I chose this as it is a personal narrative with a perspective. Quite a few of my selections are artists monographs, sometimes self penned. It is so valuable to hear how artists talk about their own practice. It is also a tribute to both Lois and Catherine, who, back in the day fought all sort of bigotry and prejudice to make sure that his work was staged in the UK. Athey´s practice emerged at the height of the AIDS pandemic, and Ron´s performances happened both in institutions and clubs. It is art that is queer, bloody, edgy, told in Mr Athey´s own words. See also: Visions of Excess.
Live Art in The UK:
This book shows the challenges and impact of the vibrant UK scene. It is in my list, as not everyone is aware of the history or even the artists originating from the UK. A great overview, offering an insight into the type of infrastructure that supports artists, as well as case studies featuring some of the UK innovators and practitioners of Live Art.
Acts of Transgression:
A good read for anyone exploring Live Art outside of Europe: Live Art in South Africa … and there are 15 voices featured. They investigate themes such as “social and political turbulence” in the post-apartheid country. Seems super relevant - creation and Live Art emerging from Africa.
This is Performance Art:
On the cusp of Live Art, theatre and popular culture, it is a catalogue of Mel Brimfield's work. She shows how engaging work can emerge from collaboration, with dancers, with costumes. It also features how she developed her piece about Joan Littlewood at Stratford station. For many years, I worked with “Art on the Underground” and this was a performative project that happened as part of that programme.
"I produced a very bizarre body of work” says Ulay. I’m always fascinated by people that are innovators or trail blazers, and there is little work featuring the artists voice from the early period of live art, when there was a lot of crazy shit going on. I am always a fan of the secondary performer, the support actor, and I guess in his later life that is what he became. But like a good movie, when even the smallest roles are brilliantly acted, Ulay was no lightweight.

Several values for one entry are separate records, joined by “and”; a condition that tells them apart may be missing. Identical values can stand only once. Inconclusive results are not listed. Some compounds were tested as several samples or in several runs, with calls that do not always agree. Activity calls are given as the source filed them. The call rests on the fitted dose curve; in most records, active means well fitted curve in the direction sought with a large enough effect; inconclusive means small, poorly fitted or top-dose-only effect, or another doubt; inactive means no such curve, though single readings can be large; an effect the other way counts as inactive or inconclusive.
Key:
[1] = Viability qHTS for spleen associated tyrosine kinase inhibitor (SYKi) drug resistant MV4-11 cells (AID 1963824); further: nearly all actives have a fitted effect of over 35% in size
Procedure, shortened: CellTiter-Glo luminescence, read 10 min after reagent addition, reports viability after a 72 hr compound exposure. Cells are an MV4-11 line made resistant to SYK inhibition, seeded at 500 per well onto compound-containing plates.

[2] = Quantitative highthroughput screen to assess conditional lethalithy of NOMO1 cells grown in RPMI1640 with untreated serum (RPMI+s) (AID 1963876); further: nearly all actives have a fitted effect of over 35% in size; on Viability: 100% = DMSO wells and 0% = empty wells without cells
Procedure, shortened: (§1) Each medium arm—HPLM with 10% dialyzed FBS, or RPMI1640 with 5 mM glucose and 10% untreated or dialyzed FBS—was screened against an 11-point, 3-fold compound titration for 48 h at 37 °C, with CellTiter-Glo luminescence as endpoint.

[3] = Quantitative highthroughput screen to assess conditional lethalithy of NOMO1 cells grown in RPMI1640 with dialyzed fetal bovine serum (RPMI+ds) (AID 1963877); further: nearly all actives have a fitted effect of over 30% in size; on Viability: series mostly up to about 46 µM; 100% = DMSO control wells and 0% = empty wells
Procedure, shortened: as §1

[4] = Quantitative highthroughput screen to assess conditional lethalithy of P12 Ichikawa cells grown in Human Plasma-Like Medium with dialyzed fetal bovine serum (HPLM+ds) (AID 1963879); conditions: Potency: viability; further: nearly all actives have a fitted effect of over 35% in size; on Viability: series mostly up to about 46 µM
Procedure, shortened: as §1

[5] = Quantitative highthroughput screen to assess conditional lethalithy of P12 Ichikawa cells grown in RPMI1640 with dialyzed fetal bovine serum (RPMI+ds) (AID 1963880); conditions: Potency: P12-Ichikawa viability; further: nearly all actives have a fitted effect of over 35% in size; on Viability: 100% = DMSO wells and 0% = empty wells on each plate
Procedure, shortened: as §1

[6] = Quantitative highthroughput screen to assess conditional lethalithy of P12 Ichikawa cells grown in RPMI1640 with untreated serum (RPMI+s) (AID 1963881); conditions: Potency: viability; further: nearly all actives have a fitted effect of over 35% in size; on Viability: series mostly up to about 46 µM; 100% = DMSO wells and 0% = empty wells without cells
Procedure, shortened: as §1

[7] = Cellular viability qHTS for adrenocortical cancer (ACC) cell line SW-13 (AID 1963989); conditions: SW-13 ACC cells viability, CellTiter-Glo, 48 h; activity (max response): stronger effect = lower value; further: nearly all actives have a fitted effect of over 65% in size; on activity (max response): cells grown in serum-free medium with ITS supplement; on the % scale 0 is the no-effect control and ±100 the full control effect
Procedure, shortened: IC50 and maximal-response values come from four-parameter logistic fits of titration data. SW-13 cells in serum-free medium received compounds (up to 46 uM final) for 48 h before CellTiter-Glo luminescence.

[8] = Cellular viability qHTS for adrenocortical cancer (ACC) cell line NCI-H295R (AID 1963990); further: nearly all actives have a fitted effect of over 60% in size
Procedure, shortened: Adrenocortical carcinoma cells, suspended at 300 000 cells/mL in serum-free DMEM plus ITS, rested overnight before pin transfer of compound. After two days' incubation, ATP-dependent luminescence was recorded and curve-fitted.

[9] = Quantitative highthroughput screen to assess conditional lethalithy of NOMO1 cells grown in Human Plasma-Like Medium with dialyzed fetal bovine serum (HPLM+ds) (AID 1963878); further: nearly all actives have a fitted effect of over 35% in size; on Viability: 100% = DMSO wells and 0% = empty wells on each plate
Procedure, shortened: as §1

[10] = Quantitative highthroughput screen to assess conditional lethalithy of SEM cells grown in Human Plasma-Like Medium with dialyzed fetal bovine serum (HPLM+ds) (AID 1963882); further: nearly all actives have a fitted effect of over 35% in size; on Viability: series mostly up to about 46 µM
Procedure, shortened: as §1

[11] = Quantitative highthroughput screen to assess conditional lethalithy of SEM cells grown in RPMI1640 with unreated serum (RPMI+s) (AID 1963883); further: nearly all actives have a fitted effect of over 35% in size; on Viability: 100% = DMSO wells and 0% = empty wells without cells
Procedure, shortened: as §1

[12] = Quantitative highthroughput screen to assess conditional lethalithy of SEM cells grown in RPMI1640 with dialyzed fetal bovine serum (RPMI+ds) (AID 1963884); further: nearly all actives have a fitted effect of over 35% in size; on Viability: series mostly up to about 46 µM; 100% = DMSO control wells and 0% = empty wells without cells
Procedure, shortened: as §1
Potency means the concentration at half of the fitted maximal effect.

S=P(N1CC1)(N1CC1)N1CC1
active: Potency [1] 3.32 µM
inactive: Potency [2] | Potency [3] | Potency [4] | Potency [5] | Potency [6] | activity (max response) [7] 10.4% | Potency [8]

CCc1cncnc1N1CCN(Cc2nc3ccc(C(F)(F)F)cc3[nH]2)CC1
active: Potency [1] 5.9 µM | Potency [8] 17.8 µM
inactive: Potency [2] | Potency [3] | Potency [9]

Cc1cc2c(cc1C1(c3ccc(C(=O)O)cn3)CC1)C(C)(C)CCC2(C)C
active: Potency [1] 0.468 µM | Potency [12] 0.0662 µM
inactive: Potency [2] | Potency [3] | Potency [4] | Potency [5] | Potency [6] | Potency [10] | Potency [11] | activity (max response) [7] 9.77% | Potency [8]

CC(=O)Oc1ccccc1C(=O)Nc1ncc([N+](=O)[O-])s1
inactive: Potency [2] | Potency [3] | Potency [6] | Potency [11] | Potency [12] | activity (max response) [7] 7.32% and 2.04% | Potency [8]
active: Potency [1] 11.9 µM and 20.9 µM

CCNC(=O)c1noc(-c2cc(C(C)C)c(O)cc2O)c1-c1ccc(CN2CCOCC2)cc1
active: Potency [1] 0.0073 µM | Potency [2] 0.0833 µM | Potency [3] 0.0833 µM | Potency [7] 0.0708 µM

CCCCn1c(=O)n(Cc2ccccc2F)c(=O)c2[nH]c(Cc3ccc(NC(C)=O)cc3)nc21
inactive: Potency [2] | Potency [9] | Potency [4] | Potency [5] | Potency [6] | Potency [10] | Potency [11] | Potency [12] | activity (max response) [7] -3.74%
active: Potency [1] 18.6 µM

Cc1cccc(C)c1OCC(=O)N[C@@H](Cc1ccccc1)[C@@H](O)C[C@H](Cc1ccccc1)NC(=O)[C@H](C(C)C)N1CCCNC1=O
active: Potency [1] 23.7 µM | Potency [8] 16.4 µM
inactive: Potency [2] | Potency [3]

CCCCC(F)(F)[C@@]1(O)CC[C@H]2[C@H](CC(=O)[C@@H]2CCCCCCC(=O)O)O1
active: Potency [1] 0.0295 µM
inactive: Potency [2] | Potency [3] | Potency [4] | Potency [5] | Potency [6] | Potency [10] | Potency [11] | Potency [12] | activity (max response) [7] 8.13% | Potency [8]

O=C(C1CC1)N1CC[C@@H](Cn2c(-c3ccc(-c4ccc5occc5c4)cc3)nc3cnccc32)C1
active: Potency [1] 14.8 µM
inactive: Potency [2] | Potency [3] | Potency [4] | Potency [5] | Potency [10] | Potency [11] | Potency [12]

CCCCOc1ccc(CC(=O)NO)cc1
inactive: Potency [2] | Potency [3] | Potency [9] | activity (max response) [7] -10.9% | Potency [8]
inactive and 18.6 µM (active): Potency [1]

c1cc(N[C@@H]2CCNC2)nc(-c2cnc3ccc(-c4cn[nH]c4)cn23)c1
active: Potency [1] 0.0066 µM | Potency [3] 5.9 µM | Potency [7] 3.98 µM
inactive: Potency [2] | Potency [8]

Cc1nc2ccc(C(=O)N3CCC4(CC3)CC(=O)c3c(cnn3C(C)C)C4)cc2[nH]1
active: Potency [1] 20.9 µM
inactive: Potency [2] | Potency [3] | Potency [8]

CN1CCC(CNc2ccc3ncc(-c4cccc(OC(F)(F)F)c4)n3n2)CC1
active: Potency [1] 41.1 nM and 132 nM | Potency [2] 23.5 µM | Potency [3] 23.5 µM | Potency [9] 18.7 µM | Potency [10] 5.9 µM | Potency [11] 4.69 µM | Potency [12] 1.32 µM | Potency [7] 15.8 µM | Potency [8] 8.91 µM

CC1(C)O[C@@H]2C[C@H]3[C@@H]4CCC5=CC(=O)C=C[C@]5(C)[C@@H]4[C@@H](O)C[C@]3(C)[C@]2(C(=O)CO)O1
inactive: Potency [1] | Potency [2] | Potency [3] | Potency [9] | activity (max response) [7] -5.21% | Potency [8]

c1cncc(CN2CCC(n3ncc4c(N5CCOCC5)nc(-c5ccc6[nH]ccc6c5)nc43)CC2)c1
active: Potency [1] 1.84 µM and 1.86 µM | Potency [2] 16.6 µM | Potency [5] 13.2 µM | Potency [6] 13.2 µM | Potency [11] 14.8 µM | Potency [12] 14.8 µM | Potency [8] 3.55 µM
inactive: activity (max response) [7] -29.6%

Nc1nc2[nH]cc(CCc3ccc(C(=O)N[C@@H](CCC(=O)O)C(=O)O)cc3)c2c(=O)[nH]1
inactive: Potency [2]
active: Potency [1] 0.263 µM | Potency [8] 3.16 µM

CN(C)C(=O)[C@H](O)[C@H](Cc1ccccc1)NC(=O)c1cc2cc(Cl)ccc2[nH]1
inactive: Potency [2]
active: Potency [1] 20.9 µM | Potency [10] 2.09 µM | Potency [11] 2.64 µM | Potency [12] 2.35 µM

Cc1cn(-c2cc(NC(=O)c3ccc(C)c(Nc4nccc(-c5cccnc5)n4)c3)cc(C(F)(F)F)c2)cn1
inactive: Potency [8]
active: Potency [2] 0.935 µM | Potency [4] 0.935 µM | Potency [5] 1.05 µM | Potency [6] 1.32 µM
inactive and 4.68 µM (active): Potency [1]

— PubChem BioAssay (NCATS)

A Guide to Being an Artist and Being OK:
This zine is a budget price, and a great gift for all the depressed or low artists that have lived through 2020. It has been terrible year for people, with the cultural sector being hit particularly hard. And maintaining any sort of well being should be paramount for anyone - and here is a tool. A creation in itself, not glib like those self help books at points of sale, it offers a deeper insight and artists´ interpretation of depression and anxiety.
Narratives in Black British Dance:
Any book that offers an insight in what it is to be a black artist is going to interest me. I’m aware that so many stories are lost already, so any thorough investigation of aesthetics and talent is bound to offer a fresh insight into creative practices.
I am currently working on new work collaborating with a number of Chinese artists. It is so refreshing to meet people who are creative and produce in a completely different structure, whilst retaining their subvserion and critical viewpoints. This book, itself an artwork, interrogates the production of Live Art in China- with all of its extremities, from epic scale pieces, to work with human remains. It’s like a discovery of a parallel universe.
Gothic Queer Culture:
I guess I’ve always thought that my queer experience was a bit goth… so pleased to see it in a book. The darker side of queer culture explored, and how sub sets within sub sets end up being something obscure, dark and dirty. I am very happy to be part of that.
-- Keith Khan
Keith Khan works with performance, film, drawing and textiles. Born in London, of Indo-Caribbean heritage, he interrogates the layers of inherited ethnic and cultural identities and the contemporary phenomenon of cultural confusion.
'Z', Keith Khan, 2019.